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Eiríkr blóðøx ‘Blood-axe’ was the son of Haraldr hárfagri (q. v.) and Ragnhildr, daughter of King Eiríkr of Jutland. During a short reign, some three years of which were shared with his father, he disposed of several of his half-brothers in his efforts to rebuild his father’s extensive kingdom. He owed his nickname either to these fratricides or to his Viking exploits (see Note to Eyv Lv 1/1-3, and Notes to Anon Nkt 10II for this and the duration of his reign). Highly unpopular, he was driven from Norway by the forces of Hákon góði (q. v.), fled to England and reigned at York until he was driven out c. 952-4 (on this date, see Sawyer 1995); his death in battle is widely dated c. 954. Eiríkr was married to Gunnhildr (Gunnh; see skald Biography), sister of the Danish king Haraldr blátǫnn ‘Blue-tooth’ Gormsson. Their sons, collectively the Eiríkssynir or Gunnhildarsynir, are prominent in the history of the next generation (see Haraldr gráfeldr below). Eiríkr and especially Gunnhildr are portrayed negatively in the sagas, and other information about him is scanty, though he is mentioned in the Anglo-Saxon Chronicle (ASC) s. a. 948 and 952-4. See Anon Nkt 10-11II (c. 1190); Theodoricus (MHN 7; McDougall and McDougall 1998, 5-6); HN (MHN 105-6; Kunin and Phelpstead 2001, 15); Ágr (ÍF 29, 7-12; Ágr 2008, 7-9, 16-17); Fsk (ÍF 29, 73-80; Finlay 2004, 54-60); Hkr (ÍF 26, 134-54; Hollander 1964a, 86-99). Skáldatal (SnE 1848-87, III, 253, 261, 273) lists Glúmr Geirason (Glúmr) and Egill Skallagrímsson (Egill) as Eiríkr’s skalds.
Events documented in poetry: Eiríkr gains land and gold with his sword (Glúmr EirIII); Eiríkr’s rivalry with his brother Hákon (Gunnh Lv); his military exploits in general (Egill Hfl 3-19V (Eg 36-52)); his dealings with the poet Egill (Egill Lv 7V, 18V, 21-3V, 26-9V (Eg 11, 25, 28-30, 33, 56-8)); his anger assuaged by Egill’s poem Hfl (Egill Arkv 3-9V (Eg 99-105)); his welcome as a hero into Valhǫll after his last battle (Anon Eirm). For the possibility that Glúmr Gráf 2-3 concern raids by Eiríkr, see Introduction to Gráf.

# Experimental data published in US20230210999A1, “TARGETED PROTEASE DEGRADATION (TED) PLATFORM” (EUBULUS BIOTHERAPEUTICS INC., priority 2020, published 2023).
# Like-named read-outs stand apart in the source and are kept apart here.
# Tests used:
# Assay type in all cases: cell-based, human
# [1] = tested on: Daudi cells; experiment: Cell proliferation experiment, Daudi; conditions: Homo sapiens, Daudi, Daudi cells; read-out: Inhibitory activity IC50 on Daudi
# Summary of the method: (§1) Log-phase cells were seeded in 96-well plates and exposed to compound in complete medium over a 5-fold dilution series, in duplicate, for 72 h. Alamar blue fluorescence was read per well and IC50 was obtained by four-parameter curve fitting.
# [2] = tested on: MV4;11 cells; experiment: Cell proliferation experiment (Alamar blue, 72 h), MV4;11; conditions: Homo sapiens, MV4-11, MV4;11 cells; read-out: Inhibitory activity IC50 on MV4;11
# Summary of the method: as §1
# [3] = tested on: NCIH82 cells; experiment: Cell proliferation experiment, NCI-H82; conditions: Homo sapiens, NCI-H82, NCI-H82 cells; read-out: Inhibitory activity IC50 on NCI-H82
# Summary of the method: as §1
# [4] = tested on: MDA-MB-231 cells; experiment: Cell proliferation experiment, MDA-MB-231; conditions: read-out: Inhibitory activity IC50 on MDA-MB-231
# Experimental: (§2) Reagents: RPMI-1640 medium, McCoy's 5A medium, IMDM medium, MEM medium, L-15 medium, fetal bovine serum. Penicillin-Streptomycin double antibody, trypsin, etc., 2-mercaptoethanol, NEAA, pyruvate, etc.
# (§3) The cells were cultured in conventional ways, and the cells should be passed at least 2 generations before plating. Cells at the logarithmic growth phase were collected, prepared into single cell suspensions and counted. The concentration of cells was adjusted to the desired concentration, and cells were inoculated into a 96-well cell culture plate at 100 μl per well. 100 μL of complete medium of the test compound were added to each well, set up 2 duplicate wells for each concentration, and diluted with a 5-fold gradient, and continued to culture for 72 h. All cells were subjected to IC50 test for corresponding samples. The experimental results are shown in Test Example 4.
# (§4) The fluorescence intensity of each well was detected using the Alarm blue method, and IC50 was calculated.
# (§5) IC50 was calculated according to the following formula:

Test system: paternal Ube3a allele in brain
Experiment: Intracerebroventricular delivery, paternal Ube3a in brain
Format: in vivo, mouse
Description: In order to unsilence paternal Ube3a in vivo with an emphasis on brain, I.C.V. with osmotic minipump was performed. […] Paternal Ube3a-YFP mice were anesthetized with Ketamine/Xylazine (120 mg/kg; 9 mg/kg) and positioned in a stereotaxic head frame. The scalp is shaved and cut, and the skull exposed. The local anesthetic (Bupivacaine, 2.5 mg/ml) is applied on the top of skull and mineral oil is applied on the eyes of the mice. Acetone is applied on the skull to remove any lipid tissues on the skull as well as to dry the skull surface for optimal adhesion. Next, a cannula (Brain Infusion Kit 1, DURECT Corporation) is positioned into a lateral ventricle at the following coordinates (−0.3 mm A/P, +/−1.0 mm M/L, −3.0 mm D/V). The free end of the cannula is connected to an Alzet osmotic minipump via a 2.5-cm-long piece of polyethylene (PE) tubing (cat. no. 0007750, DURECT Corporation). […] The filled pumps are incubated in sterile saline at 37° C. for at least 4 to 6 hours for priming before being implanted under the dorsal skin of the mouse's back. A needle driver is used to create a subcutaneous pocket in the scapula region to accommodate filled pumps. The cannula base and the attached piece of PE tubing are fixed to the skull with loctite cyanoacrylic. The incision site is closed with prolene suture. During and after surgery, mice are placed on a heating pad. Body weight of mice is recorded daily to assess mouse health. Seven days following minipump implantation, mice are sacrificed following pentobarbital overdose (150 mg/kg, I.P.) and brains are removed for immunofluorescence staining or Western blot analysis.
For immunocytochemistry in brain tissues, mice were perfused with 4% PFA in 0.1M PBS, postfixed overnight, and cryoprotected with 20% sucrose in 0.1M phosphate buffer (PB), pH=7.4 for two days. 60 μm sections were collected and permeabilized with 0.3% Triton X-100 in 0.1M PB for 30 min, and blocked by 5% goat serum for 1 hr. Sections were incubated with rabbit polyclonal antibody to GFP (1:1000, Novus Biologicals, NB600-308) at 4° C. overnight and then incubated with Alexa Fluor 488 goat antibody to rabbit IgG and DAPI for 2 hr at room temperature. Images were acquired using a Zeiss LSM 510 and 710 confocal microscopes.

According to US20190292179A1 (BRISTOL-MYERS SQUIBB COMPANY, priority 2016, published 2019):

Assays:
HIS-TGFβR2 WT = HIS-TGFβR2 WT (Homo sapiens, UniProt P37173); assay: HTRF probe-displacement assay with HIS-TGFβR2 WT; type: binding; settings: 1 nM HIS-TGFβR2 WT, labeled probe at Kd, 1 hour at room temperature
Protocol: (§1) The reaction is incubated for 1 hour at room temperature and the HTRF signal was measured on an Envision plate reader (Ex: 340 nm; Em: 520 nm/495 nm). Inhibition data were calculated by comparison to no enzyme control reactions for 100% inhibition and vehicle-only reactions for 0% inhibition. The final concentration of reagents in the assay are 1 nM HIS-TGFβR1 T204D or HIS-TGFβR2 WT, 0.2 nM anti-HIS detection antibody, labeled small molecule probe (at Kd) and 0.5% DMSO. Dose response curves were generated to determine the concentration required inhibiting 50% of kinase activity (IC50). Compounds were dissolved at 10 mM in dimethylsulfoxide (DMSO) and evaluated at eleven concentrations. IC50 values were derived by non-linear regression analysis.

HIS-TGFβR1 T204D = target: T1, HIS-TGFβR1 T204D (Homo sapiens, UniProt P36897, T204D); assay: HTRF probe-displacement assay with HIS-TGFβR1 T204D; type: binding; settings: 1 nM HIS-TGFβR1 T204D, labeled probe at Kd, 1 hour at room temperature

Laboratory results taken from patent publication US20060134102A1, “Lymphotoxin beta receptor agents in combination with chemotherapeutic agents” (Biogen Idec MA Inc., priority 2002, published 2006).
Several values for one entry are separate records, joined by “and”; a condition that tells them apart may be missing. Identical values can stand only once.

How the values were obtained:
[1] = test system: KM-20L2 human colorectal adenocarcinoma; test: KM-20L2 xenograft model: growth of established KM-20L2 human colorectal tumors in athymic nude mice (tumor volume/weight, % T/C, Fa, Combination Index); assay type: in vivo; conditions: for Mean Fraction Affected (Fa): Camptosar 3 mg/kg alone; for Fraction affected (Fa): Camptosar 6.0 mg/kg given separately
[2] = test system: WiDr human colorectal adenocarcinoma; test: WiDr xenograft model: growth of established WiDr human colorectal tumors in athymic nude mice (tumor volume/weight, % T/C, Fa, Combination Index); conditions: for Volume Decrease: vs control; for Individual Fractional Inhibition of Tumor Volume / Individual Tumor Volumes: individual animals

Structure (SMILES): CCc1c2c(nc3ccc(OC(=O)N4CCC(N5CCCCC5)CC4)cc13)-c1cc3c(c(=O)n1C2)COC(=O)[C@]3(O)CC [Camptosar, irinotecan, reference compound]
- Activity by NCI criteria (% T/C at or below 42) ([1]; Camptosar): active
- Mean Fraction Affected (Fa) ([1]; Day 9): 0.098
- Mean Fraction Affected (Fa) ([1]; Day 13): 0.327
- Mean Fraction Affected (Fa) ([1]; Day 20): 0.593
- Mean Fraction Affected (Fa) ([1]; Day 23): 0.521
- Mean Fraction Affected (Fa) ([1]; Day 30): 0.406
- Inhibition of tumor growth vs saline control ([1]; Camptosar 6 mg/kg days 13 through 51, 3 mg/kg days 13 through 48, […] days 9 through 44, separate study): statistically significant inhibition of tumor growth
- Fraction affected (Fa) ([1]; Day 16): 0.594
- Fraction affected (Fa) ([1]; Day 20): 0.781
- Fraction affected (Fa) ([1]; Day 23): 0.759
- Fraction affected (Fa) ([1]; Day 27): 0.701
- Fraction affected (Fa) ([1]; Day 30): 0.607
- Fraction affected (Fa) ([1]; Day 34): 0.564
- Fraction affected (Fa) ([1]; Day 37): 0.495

Eiríkr shared with his father Hákon jarl Sigurðarson (q. v.) in the Norwegian victory against the Jómsvíkingar at Hjǫrungavágr (Liavågen), c. 985, and was one of the three allies who defeated Óláfr Tryggvason (q. v.) at the battle of Svǫlðr c. 1000. He then took over the rule of Norway together with his half-brother Sveinn Hákonarson (q. v.), and as a vassal of the Danish king Sveinn tjúguskegg (q. v.), whose daughter Gyða he married. The jarls ruled together, with a relatively light touch and with religious tolerance (Andersson 1977, 107-8), until Eiríkr was summoned to England c. 1014 to fight in the army of his brother-in-law Knútr inn ríki Sveinsson (q. v.). He was a jarl in Northumbria until at least 1023. His son Hákon Eiríksson (q. v.) and half-brother Sveinn were left to hold Norway, but eventually lost control to Óláfr Haraldsson (q. v.). See Anon Nkt 21-4II (c. 1190); Theodoricus (MHN 23-5; McDougall and McDougall 1998, 18-19, 21); HN (MHN 115, 118; Kunin and Phelpstead 2001, 21-2); Ágr (ÍF 29, 24; Ágr 2008, 34-5); Fsk (ÍF 29, 380 (index); Finlay 2004, 322 (index); ÓTHkr (ÍF 26, 377 (index); Hollander 1964a, 176-85, 221-4); ÓHHkr (ÍF 27, 30-2; Hollander 1964a, 259-62). Skáldatal (SnE 1848-87, III, 257, 266, 280-1) names Eiríkr’s skalds as Hallfreðr vandræðaskáld (Hfr), Gunnlaugr ormstunga (GunnlIV), Þórðr Kolbeinsson (ÞKolb) and Halldórr ókristni (Hókr); ms. 761ax alone adds Eyjólfr dáðaskáld (Edáð) and Skúli Þorsteinsson (Skúli), who are assigned in U to Sveinn jarl Hákonarson, and Þórðr Særeksson (ÞSjár); U alone adds Hrafn Ǫnundarson (HrafnǪV).Events documented in poetry: Early victory over Tíðenda-Skopti (Edáð Banddr 1-2); Eiríkr stays in Denmark and is granted rule over Norwegian territory (Edáð Banddr 3); the battle of Hjǫrungavágr (Liavågen) c. 985 (ÞKolb Eirdr 1-5); the death of Hákon jarl, arrival of Óláfr Tryggvason in Norway and departure of Eiríkr to the Swedish court (ÞKolb Eirdr 6, 7); Eiríkr’s actions against the Gotar (Edáð Banddr 4), vikings off Staurr (Staver, Edáð Banddr 5), Aldeigja (Staraya Ladoga, Edáð Banddr 6), Danes in the Baltic (Edáð Banddr 7) and Gautar (Edáð Banddr 8); battle of Svǫlðr c. 1000 (Hókr Eirfl; ÞKolb Eirdr 8); consequences of the battle (ÞKolb Eirdr 9-10); Eiríkr joins Knútr in England on the death of Sveinn tjúguskegg c. 1014 (ÞKolb Eirdr 10-13); his campaign in England: attack by Eiríkr and Úlfkell on London (ÞKolb Eirdr 14); battle at Hringmaraheiði (Ringmere Heath, ÞKolb Eirdr 15); other action in England (ÞKolb Eirdr 16); military exploits in general (Edáð Banddr 9; ÞKolb Eirdr 17); kinship by marriage with Knútr (ÞKolb Eirdr 12); a poem offered to Eiríkr (Hfr EirdrV (Hallfr 31)). See also poetry about Hákon jarl Sigurðarson and Óláfr Tryggvason.